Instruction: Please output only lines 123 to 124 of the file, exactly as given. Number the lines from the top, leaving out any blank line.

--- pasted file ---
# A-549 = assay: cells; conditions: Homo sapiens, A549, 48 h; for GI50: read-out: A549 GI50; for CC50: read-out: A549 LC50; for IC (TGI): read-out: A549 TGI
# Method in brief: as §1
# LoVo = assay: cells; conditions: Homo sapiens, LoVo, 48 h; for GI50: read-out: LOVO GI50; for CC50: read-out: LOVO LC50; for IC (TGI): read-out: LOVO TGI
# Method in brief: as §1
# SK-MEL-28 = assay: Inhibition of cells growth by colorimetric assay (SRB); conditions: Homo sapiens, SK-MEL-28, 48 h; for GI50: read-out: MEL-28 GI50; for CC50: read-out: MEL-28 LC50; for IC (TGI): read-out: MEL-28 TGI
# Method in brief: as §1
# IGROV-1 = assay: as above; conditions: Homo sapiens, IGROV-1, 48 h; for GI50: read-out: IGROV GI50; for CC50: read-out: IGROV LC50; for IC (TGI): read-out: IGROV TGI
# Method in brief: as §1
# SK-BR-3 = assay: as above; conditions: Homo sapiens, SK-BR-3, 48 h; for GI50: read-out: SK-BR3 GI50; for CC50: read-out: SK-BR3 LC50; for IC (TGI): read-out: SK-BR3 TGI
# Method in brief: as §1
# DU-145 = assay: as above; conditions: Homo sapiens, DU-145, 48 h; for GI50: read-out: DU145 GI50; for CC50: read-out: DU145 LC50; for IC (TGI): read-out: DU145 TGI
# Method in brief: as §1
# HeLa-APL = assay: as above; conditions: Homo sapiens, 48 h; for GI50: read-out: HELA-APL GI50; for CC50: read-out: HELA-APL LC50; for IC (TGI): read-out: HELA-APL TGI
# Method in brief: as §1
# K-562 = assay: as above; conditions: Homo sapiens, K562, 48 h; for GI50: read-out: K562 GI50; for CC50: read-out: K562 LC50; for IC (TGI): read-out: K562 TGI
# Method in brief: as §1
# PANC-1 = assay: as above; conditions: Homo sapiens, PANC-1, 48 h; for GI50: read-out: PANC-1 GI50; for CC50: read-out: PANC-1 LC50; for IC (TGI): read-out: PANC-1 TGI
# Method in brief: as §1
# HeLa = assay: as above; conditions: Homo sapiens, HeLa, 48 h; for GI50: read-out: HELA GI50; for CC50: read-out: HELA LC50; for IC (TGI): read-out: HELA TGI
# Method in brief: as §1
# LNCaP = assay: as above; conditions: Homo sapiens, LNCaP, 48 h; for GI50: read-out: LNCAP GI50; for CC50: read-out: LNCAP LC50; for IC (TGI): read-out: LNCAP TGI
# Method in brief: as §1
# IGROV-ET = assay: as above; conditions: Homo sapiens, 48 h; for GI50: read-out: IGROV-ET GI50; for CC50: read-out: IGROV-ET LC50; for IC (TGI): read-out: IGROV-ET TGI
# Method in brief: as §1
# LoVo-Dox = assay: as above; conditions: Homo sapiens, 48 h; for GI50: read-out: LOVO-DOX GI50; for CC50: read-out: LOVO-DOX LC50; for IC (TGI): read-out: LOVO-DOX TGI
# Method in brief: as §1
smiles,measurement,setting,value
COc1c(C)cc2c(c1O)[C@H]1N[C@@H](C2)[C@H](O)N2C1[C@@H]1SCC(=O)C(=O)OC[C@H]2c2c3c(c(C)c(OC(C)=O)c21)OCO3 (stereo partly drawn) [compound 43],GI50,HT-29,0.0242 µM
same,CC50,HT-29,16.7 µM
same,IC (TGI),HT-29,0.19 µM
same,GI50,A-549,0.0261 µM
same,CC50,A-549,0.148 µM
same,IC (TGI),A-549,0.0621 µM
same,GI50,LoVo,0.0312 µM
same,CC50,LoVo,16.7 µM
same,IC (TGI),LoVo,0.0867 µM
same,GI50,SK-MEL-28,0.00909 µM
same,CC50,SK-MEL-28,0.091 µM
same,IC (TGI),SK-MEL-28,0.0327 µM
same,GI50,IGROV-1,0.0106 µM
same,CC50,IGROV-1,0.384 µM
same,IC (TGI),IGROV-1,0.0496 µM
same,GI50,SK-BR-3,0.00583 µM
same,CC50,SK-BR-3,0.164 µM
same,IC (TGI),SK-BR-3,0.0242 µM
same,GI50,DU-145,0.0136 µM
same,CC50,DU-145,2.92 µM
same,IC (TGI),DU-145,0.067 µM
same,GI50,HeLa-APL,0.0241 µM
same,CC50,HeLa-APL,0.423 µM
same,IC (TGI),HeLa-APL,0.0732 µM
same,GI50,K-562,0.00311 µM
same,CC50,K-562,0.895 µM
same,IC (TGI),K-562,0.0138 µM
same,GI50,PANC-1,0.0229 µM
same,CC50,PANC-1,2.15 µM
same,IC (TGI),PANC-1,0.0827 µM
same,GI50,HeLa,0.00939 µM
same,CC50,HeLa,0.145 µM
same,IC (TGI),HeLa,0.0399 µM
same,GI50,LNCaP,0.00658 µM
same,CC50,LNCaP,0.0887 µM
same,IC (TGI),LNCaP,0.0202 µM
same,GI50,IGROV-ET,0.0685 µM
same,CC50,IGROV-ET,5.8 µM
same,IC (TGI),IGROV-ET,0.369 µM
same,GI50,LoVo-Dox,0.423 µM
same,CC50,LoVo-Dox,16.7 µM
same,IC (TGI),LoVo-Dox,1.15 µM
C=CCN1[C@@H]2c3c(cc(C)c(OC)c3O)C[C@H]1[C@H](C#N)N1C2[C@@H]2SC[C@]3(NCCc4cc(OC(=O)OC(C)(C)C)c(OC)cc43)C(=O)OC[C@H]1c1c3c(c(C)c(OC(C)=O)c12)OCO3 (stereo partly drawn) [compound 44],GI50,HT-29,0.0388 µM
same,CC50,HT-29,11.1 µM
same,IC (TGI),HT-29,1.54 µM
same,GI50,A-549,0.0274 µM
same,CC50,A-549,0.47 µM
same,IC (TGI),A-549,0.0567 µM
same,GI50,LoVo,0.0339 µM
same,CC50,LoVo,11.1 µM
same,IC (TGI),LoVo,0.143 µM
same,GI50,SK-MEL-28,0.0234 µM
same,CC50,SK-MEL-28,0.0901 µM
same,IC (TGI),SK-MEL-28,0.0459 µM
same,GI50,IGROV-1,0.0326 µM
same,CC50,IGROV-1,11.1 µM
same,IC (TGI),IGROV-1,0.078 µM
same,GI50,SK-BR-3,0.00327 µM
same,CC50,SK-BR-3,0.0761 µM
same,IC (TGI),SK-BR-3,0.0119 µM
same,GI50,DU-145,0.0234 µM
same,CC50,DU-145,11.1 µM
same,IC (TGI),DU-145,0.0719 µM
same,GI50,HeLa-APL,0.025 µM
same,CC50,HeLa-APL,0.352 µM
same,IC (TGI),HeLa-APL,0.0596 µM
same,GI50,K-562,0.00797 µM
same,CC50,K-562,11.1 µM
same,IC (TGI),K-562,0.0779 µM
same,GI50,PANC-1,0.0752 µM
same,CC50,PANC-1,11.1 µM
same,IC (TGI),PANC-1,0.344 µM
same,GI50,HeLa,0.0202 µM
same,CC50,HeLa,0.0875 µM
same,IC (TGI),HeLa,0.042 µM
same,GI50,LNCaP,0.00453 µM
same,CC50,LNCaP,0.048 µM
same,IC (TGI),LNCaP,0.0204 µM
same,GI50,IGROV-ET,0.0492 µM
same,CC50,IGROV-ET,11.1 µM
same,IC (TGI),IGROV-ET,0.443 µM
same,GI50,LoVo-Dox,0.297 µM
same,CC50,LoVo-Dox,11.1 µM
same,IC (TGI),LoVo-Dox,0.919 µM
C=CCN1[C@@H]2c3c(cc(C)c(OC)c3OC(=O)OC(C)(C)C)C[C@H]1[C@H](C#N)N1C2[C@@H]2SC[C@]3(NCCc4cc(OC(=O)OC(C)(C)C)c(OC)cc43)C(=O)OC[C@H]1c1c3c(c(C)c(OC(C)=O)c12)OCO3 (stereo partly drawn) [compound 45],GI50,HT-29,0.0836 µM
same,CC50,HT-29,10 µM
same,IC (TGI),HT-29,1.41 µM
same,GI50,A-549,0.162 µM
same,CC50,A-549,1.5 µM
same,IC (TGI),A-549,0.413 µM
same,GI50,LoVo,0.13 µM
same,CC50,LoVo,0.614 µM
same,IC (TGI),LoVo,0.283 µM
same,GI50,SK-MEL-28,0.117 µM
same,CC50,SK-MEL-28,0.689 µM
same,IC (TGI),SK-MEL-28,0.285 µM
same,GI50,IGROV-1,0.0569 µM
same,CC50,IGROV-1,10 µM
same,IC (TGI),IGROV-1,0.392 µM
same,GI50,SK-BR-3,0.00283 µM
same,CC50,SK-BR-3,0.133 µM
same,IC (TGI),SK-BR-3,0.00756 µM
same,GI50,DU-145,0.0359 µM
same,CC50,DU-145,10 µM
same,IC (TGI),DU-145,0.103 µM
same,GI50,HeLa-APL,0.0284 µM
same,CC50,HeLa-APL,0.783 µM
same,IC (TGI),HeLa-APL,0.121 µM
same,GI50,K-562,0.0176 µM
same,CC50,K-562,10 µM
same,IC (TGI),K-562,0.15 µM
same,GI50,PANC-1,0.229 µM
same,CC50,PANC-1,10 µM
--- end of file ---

same,IC (TGI),SK-MEL-28,0.285 µM
same,GI50,IGROV-1,0.0569 µM